I searched online and found no example of doing so; the API does not seem to contain function that supports this either. I already opened an issue at the GitHub project, but no response yet.
But this feature is often needed: creating and displaying multiple figure windows in a single script. My script often generates many figures, with each consisting of multiple subplots. Saving them to disk while only showing the last one is a workaround which wastes time (to open those files) and confuses users of the script.
I know how to do multiple plot windows in PyPlot.jl and Plots.jl, but I’m focused on GR.jl here because:
Although I love PyPlot.jl, the problem is I had various annoying issues due to Python distribution version and matplotlib backend compatibility. Sometimes if I do not choose qt4agg as backend, the whole Julia will crash due to some bizarre binary error (I’m on Windows 10). But some Python distribution didn’t have qt4agg installed by default. I’m concerned that co-workers using my script need to worry about not only packages on Julia but also packages on Python, resulting in resistance to adoption. In addition, plotting large data sets in PyPlot is a little slow.
I tried to like Plots.jl but couldn’t. There are too many plotting packages to choose from, each with its own advantages, disadvantages, and surprises. Main issue for me is I often generate plots with many subplots, and the outcome seems to be quite inconsistent across different backends for Plots.jl. Even the GR backend does not work all the time as expected for subplots.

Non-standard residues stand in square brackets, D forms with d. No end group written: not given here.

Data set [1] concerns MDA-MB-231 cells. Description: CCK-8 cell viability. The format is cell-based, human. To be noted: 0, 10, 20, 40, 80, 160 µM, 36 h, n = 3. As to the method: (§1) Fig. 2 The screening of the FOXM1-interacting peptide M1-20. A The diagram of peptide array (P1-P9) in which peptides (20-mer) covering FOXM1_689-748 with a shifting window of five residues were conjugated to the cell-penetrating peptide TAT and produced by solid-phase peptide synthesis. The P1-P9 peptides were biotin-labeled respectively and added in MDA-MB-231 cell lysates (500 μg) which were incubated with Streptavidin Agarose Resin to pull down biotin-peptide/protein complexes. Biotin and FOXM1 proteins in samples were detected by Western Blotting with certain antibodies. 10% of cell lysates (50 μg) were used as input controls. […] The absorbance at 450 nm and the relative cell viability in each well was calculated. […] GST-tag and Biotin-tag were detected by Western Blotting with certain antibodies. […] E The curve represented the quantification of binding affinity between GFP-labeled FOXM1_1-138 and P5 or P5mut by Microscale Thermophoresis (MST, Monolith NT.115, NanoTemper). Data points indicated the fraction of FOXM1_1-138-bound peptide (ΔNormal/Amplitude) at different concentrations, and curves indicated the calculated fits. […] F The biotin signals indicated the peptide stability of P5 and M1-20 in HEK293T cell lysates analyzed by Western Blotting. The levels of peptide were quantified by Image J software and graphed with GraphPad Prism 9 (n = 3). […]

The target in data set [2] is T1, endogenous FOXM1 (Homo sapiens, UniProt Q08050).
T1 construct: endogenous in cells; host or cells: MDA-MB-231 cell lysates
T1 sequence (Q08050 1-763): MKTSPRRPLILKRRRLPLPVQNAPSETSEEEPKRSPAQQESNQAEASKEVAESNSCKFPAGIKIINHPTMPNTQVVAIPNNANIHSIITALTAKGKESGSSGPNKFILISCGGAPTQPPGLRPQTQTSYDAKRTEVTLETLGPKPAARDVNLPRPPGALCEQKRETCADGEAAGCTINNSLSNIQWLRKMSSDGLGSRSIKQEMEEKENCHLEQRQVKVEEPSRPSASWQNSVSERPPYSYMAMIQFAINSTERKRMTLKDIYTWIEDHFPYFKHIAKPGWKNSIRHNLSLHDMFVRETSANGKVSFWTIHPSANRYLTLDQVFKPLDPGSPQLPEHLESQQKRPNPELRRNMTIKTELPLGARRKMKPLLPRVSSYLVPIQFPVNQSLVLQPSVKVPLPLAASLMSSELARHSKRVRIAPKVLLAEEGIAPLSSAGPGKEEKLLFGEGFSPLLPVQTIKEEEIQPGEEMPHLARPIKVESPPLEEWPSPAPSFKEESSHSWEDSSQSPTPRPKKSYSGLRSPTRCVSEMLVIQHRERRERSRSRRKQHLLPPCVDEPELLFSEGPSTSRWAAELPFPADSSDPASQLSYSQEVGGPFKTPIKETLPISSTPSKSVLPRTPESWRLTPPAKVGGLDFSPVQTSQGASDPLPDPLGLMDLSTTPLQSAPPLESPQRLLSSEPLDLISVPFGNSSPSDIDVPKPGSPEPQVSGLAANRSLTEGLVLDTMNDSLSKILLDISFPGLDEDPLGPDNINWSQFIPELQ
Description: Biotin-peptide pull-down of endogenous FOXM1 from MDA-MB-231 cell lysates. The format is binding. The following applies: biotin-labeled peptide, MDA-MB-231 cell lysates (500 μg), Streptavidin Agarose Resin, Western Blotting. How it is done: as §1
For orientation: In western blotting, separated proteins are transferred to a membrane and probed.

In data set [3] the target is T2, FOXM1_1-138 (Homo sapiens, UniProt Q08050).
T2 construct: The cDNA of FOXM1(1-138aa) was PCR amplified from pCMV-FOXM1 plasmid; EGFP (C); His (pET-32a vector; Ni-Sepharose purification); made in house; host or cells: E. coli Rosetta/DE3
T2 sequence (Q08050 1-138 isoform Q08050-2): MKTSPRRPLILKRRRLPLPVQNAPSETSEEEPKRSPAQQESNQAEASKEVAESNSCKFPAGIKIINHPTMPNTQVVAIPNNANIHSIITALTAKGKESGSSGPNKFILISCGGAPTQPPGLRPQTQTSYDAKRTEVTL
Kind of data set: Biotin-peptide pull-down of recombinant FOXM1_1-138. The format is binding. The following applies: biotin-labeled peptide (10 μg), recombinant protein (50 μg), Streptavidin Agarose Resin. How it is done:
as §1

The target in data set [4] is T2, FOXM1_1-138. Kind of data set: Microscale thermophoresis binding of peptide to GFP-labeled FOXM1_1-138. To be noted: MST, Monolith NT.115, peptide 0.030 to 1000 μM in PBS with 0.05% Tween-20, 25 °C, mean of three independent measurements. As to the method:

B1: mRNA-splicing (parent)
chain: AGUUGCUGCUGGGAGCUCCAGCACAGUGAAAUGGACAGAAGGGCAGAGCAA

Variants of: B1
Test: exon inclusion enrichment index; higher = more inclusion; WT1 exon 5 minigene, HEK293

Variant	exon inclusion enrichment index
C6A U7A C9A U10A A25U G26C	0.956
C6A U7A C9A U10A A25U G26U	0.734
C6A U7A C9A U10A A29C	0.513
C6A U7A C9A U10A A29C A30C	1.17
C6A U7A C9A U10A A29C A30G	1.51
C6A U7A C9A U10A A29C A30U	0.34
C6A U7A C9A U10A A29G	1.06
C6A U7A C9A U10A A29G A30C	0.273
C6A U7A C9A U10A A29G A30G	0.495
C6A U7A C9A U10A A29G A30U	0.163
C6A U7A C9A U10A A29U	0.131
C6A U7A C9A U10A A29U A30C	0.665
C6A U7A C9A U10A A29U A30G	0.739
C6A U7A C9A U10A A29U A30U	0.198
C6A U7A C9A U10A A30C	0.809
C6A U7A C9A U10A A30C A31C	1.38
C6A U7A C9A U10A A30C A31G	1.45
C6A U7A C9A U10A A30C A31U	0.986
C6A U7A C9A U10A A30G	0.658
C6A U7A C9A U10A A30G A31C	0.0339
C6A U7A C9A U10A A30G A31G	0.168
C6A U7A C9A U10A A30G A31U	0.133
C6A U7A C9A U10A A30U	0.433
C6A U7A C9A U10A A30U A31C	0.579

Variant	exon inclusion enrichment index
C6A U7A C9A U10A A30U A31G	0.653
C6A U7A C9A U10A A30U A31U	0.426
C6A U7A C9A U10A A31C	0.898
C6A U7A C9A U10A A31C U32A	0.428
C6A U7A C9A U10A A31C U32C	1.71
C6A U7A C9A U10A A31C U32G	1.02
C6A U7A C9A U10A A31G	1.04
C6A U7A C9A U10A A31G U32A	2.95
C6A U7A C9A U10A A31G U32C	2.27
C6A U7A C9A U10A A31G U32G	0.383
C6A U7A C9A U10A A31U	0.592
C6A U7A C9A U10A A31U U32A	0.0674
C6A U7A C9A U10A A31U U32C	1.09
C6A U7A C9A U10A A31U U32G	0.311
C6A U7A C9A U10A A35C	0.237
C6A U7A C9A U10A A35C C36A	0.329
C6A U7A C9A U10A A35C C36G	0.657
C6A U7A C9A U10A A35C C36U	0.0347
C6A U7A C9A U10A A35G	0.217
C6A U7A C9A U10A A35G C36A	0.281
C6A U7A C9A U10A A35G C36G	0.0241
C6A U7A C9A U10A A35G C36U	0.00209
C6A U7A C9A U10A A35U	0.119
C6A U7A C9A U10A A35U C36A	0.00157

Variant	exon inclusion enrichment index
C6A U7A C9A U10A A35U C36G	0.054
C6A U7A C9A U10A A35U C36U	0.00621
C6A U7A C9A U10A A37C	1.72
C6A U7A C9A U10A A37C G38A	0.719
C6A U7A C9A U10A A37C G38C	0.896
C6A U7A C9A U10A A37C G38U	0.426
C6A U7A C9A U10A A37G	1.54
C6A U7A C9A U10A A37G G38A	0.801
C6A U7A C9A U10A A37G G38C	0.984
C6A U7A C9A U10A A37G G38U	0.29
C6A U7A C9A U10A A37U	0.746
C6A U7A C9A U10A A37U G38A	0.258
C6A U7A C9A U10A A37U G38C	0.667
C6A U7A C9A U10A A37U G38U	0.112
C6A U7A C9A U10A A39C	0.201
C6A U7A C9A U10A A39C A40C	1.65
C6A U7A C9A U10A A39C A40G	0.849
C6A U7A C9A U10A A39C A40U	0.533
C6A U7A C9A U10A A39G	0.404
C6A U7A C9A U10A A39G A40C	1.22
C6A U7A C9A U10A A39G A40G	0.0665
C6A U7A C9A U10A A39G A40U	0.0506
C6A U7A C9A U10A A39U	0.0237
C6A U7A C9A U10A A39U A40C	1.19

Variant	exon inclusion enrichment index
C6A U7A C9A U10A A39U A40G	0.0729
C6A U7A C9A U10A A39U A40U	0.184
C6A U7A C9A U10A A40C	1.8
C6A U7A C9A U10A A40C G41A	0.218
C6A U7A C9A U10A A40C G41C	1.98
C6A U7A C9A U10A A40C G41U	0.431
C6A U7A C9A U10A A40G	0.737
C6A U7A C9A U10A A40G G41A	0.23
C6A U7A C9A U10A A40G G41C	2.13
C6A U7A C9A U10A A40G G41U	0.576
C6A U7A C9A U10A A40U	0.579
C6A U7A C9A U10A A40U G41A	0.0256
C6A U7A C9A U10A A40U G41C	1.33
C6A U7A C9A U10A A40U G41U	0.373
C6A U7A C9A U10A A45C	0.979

So I’m back to the simpler GR.jl: the grammar is sufficiently close to Matlab and matplotlib that I can pick it up quickly, and I am confident my colleagues can, as well. Time to first plot is short and updates to plots are fast. And, no dependency on Python. The only 3 things I am missing are: (1) Multiple plot windows (this question); (2) Zoom / pan / 3D rotate / read data off the plots (in a default plot without custom coding). (3) Saving a plot’s data for re-opening as an interactive plot (matplotlib does not have this last one reliably either - one can serialize/de-serialize a binary object, but cannot re-open if saved by a different matplotlib version; only Matlab has this feature).
I can tolerate the lack of (2) and (3) for now, but (1) is so essential that before I learn how to do it, I have to stick with PyPlot.
Thanks to anyone who can give me some information on this topic!